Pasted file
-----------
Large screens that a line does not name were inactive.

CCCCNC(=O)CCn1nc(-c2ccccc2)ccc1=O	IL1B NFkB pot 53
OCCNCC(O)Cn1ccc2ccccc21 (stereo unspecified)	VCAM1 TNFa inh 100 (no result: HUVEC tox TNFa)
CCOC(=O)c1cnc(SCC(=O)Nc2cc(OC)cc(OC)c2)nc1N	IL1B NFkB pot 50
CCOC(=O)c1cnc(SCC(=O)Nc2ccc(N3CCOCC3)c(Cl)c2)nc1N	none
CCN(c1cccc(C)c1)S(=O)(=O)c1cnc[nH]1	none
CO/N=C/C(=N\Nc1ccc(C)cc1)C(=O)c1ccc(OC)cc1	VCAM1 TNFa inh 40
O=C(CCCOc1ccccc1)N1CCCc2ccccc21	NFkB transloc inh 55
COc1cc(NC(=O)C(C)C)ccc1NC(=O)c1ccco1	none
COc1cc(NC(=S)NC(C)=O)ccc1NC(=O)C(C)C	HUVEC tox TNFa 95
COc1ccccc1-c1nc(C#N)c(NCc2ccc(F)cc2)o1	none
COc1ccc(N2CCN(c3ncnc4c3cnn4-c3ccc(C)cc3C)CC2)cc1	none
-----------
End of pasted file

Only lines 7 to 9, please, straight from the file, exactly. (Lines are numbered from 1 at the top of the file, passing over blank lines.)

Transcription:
CO/N=C/C(=N\Nc1ccc(C)cc1)C(=O)c1ccc(OC)cc1	VCAM1 TNFa inh 40
O=C(CCCOc1ccccc1)N1CCCc2ccccc21	NFkB transloc inh 55
COc1cc(NC(=O)C(C)C)ccc1NC(=O)c1ccco1	none